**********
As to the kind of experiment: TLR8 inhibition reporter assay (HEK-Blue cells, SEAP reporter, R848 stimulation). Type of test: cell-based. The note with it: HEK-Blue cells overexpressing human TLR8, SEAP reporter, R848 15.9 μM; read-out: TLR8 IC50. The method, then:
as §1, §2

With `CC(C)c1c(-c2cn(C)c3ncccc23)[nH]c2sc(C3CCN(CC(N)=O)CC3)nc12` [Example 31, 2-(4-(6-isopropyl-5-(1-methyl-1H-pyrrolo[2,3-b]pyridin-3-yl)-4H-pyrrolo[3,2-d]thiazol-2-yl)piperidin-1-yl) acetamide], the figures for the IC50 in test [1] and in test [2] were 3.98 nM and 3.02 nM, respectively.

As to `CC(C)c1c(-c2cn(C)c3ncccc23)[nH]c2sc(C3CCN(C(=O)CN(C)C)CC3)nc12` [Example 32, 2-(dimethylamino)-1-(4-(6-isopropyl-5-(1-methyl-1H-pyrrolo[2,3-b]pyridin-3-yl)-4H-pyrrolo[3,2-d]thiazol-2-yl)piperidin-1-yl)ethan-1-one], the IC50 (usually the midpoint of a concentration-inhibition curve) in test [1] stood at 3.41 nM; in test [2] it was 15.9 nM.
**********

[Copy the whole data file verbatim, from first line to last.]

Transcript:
As to the kind of experiment: TLR8 inhibition reporter assay (HEK-Blue cells, SEAP reporter, R848 stimulation). Type of test: cell-based. The note with it: HEK-Blue cells overexpressing human TLR8, SEAP reporter, R848 15.9 μM; read-out: TLR8 IC50. The method, then:
as §1, §2

With `CC(C)c1c(-c2cn(C)c3ncccc23)[nH]c2sc(C3CCN(CC(N)=O)CC3)nc12` [Example 31, 2-(4-(6-isopropyl-5-(1-methyl-1H-pyrrolo[2,3-b]pyridin-3-yl)-4H-pyrrolo[3,2-d]thiazol-2-yl)piperidin-1-yl) acetamide], the figures for the IC50 in test [1] and in test [2] were 3.98 nM and 3.02 nM, respectively.

As to `CC(C)c1c(-c2cn(C)c3ncccc23)[nH]c2sc(C3CCN(C(=O)CN(C)C)CC3)nc12` [Example 32, 2-(dimethylamino)-1-(4-(6-isopropyl-5-(1-methyl-1H-pyrrolo[2,3-b]pyridin-3-yl)-4H-pyrrolo[3,2-d]thiazol-2-yl)piperidin-1-yl)ethan-1-one], the IC50 (usually the midpoint of a concentration-inhibition curve) in test [1] stood at 3.41 nM; in test [2] it was 15.9 nM.